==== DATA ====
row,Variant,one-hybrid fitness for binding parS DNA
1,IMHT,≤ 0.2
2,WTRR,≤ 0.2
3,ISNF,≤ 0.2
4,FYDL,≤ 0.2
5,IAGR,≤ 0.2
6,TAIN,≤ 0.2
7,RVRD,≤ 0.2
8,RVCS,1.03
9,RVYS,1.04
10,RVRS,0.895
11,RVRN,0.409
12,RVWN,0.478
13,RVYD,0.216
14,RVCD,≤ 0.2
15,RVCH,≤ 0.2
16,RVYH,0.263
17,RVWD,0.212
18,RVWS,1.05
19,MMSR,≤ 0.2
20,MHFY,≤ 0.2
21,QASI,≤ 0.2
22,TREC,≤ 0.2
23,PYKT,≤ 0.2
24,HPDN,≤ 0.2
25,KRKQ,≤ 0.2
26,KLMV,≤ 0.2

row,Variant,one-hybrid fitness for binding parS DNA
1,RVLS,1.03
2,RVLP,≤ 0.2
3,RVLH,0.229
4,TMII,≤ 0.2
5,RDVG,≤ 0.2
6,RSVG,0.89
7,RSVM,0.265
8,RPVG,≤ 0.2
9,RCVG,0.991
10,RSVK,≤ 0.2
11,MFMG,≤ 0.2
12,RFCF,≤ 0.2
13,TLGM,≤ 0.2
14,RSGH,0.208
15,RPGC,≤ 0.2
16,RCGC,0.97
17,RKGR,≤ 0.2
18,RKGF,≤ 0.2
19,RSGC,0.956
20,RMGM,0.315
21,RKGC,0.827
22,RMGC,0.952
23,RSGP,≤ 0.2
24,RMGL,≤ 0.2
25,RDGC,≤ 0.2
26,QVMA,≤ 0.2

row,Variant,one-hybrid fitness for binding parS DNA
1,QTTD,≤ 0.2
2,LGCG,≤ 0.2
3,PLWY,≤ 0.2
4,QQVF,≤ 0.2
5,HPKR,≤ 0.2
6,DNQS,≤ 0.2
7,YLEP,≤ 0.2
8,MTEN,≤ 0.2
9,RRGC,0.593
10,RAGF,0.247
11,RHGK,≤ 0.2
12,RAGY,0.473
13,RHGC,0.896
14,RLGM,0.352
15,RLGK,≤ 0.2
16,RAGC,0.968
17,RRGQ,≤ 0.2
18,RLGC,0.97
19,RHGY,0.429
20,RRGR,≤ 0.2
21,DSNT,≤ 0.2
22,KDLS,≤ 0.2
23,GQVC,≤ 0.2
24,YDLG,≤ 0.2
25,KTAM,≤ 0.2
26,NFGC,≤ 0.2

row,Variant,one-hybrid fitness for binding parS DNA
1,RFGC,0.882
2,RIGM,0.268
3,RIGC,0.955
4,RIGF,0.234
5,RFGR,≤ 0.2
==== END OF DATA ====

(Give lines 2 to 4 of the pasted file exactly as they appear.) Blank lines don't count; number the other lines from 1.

1,IMHT,≤ 0.2
2,WTRR,≤ 0.2
3,ISNF,≤ 0.2